16 Dec, 2013 @ 18:30
1 min read

Granada cave-dwellers resist eviction attempt

Property Grananda caves

A COMMUNITY of cave-dwellers in Granada has resisted eviction, stating claims their residences are unsafe are an excuse to throw them out.

The furnished, ecletically decorated caves, located on the San Miguel hillside overlooking Granada, have panoramic views of Alhambra, a historic 14th-century palace and major tourist attraction.

San Miguel is the site of one of the four main cave neighborhoods in southern Spain. The caves carved out of the hillside have been home to Roma people and homeless settlers for hundreds of years.

Today – especially since the global recession and austerity measures in Spain – the caves have attracted dozens of young people, artists and the unemployed.

Granada’s city council, which claims the caves are unsafe, calls the residents squatters and says it has the authority to evict the residents because the caves are on municipal land.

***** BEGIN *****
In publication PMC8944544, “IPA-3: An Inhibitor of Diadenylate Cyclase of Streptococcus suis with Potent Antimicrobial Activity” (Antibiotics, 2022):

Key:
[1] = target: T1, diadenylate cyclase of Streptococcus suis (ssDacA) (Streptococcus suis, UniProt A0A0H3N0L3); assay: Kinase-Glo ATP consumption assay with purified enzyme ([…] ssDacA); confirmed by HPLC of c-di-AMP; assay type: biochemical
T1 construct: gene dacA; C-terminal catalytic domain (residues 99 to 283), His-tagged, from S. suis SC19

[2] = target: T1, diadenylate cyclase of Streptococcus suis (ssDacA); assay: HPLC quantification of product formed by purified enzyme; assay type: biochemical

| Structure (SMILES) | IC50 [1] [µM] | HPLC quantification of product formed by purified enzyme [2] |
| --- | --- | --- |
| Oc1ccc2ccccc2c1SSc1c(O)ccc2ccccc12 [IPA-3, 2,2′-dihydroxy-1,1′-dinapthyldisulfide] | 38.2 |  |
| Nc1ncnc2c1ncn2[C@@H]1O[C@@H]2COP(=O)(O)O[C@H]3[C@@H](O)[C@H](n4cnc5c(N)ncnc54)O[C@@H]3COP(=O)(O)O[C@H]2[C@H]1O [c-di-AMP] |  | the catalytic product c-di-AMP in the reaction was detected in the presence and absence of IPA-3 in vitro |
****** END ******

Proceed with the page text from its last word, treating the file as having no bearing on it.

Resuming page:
The eviction failed after at least 200 protesters set up a human blockade.

Demonstrators, including activists from “Stop Evictions,” a housing rights organisation, chanted, “The only ruin that threatens us is to stay homeless,” and, “The caves are not bought or sold.”

It was the city’s third attempt in six years to evict residents. Authorities managed to seal several homes in 2007.

Stop Evictions spokesman Antonio Redondo rejected the eviction plans and called on the city to restore the area, which he said has an important historic heritage.

Claire Wilson

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  1. The San Miguel Caves were originally used as homes by the “New Jews” who came from nothern Spain in 1340. Then they became the place of settlement for succesive waves of newcomers. The problem is that while a very few have deeds and all the corresponding rights the majority are of very recent construction 1980-2000. Thease have no rights and have been closed off several times. The same is true of the caves on the new access to the Alhambra, which are once again being opened up by squaters. These caves have no sanitation and are often vey dangerous if there were to be an earthquake following heavy rain.

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